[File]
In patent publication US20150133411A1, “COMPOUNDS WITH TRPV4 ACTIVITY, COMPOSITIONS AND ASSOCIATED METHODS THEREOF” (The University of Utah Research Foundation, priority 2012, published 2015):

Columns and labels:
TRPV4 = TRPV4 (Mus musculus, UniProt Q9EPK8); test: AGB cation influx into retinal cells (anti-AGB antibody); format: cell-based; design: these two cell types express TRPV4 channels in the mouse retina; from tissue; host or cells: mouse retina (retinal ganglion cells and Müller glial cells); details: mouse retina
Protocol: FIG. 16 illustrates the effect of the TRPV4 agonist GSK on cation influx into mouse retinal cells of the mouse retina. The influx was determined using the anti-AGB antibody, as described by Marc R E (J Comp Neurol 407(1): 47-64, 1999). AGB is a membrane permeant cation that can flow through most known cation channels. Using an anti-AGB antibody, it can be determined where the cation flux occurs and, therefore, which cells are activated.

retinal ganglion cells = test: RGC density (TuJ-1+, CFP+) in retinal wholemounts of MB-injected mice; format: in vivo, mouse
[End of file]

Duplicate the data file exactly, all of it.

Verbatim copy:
In patent publication US20150133411A1, “COMPOUNDS WITH TRPV4 ACTIVITY, COMPOSITIONS AND ASSOCIATED METHODS THEREOF” (The University of Utah Research Foundation, priority 2012, published 2015):

Columns and labels:
TRPV4 = TRPV4 (Mus musculus, UniProt Q9EPK8); test: AGB cation influx into retinal cells (anti-AGB antibody); format: cell-based; design: these two cell types express TRPV4 channels in the mouse retina; from tissue; host or cells: mouse retina (retinal ganglion cells and Müller glial cells); details: mouse retina
Protocol: FIG. 16 illustrates the effect of the TRPV4 agonist GSK on cation influx into mouse retinal cells of the mouse retina. The influx was determined using the anti-AGB antibody, as described by Marc R E (J Comp Neurol 407(1): 47-64, 1999). AGB is a membrane permeant cation that can flow through most known cation channels. Using an anti-AGB antibody, it can be determined where the cation flux occurs and, therefore, which cells are activated.

retinal ganglion cells = test: RGC density (TuJ-1+, CFP+) in retinal wholemounts of MB-injected mice; format: in vivo, mouse